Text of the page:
The first inventor cannot acquire a good title to a patent; if he suffers the thing invented to go into public use, or to be publicly sold or use, before he makes application for a patent. His voluntary act or acquiescence in the public sale and use is an abandonment of his right; or rather creates a disability to comply with the terms and conditions on which alone the secretary of state is authorized to grant him a patent.
Plaintiffs, Abraham Pennock and James Sellers, invented a way to improve the way hoses were made to make them tighter and resistant to air and water pressure, and had allowed the hoses to be manufactured and sold pursuant to an agreement with the manufacturer for seven years before obtaining a patent. Plaintiffs then sued defendant, Adam Dialogue, who did not have a contract with them, for patent infringement. The circuit court charged the jury that an inventor who allowed others to use his invention, with or without his consent, without claiming his rights as an inventor abandoned his inchoate right to exclusive use of the invention. The jury found for defendant, and the circuit court entered judgment for him.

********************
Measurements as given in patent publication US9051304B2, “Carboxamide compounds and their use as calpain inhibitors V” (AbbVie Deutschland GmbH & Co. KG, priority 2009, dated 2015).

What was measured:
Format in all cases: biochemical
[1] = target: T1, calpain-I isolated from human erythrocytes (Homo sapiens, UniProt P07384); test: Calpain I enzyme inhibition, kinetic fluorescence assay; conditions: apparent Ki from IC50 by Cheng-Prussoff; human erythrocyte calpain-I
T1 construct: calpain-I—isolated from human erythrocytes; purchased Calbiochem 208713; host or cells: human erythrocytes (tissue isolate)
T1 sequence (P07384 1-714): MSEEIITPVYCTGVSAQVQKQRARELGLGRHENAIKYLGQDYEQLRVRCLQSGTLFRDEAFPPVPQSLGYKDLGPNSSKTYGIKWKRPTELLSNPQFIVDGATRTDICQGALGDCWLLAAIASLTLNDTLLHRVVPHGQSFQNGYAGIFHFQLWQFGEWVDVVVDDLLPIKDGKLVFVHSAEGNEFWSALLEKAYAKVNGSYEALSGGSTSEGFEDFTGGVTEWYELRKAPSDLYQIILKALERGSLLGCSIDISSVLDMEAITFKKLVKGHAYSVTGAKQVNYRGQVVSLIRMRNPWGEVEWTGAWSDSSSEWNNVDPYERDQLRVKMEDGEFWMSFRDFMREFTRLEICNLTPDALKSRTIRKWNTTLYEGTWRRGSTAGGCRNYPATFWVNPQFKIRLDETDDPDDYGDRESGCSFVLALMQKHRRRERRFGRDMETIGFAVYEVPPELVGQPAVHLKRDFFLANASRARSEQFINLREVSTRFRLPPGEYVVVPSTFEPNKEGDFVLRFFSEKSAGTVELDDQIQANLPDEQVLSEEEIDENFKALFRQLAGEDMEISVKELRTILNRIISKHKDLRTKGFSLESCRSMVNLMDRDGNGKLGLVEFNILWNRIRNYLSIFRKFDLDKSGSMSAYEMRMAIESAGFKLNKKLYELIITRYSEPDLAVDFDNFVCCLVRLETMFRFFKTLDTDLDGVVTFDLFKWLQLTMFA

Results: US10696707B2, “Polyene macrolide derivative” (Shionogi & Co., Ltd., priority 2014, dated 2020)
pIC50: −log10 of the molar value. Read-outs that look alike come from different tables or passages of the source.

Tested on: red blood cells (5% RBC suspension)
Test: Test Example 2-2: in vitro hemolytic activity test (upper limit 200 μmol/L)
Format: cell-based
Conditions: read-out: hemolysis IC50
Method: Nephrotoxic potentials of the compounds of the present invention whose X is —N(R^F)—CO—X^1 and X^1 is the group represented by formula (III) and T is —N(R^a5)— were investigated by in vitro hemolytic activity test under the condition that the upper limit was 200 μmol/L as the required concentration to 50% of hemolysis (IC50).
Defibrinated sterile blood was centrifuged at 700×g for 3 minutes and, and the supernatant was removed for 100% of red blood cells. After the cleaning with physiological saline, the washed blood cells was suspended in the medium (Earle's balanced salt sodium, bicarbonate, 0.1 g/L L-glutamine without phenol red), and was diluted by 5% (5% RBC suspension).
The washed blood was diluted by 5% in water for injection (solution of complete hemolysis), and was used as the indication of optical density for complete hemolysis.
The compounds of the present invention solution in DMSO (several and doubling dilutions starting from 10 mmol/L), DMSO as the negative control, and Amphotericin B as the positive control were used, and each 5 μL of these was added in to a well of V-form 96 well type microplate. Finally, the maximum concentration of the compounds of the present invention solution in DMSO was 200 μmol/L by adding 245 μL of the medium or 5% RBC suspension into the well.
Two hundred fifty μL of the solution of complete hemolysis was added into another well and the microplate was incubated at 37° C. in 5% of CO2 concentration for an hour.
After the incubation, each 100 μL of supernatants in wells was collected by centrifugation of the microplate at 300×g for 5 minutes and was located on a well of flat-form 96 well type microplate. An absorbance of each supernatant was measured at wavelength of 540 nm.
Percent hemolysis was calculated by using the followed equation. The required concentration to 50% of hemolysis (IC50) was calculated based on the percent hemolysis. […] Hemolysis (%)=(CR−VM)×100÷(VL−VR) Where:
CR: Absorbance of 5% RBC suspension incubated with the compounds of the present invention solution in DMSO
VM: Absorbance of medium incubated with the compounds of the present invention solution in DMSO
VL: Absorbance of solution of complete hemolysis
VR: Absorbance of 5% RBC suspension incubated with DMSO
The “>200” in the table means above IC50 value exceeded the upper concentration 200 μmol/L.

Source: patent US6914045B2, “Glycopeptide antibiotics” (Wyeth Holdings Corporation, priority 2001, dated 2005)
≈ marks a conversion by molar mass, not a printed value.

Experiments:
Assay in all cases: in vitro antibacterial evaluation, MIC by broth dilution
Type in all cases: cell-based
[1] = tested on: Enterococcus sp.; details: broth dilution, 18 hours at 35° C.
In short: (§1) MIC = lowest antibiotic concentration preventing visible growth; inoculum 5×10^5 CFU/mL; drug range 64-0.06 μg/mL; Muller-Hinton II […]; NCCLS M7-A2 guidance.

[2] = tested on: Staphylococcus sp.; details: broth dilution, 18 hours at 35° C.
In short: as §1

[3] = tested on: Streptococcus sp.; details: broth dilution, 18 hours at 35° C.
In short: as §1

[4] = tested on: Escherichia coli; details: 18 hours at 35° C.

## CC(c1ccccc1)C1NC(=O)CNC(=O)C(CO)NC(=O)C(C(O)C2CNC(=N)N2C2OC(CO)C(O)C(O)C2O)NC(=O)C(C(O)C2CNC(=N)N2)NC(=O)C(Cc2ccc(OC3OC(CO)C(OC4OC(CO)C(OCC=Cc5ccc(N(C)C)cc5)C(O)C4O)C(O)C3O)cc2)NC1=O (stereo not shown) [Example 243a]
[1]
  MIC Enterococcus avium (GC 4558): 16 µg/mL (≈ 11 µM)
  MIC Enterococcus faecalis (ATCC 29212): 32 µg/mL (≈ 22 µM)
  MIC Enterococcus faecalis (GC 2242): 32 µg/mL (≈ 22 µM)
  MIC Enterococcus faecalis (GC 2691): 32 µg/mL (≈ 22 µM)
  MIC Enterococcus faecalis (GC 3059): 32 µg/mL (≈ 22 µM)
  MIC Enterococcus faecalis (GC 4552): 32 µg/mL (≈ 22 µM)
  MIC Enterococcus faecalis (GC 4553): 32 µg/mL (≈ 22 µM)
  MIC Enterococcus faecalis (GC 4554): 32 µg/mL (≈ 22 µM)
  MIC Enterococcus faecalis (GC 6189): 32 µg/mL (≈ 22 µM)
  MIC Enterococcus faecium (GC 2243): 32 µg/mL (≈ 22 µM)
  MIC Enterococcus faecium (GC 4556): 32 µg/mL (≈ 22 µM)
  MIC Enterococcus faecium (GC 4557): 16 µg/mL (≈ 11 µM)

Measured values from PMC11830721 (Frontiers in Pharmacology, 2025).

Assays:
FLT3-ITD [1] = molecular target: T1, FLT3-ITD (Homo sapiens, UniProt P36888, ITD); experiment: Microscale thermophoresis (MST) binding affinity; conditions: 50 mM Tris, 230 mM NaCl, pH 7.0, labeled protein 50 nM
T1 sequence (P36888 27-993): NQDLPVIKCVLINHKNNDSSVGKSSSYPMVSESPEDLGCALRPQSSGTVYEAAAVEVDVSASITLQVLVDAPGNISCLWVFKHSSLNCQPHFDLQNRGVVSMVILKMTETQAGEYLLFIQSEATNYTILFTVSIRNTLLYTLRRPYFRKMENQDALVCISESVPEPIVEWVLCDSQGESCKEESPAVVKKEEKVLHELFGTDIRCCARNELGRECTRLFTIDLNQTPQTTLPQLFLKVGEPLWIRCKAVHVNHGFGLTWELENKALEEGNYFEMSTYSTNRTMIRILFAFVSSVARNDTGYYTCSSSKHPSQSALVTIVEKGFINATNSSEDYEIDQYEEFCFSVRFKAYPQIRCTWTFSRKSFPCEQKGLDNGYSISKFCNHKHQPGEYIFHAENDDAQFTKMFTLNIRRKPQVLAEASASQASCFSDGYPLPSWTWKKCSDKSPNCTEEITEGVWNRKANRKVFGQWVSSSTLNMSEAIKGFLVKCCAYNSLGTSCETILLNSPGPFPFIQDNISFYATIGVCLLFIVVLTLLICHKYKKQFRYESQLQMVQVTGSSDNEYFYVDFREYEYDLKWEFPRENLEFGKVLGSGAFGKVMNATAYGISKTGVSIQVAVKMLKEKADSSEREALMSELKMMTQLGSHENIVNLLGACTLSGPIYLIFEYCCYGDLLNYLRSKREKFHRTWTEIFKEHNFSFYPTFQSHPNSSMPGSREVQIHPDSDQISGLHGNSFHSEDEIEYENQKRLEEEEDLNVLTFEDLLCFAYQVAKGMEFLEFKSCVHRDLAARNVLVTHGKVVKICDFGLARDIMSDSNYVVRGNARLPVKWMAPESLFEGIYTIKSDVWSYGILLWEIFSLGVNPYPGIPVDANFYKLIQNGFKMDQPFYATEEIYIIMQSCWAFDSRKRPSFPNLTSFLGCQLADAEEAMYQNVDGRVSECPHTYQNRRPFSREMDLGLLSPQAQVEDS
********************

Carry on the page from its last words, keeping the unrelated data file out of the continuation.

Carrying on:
Even if the plaintiffs had made their discovery public prior to obtaining a patent for the invention, do they still have the inchoate right to the exclusive use of the same?
According to the Court, if an inventor makes his discovery public, looks on and permits others freely to use it, without objection or assertion of claim to the invention, of which the public might take notice, he thereby abandons the inchoate right to the exclusive use of the invention, to which a patent would have entitled him, had it been applied for before such use. The United States Supreme Court held that the Patent Act of February 21, 1793, required that an invention be unknown before the inventor applied for a patent. Since plaintiffs marketed their improved hoses before they applied for a patent, their invention was not unknown at the time of application and plaintiffs were not entitled to its exclusive use.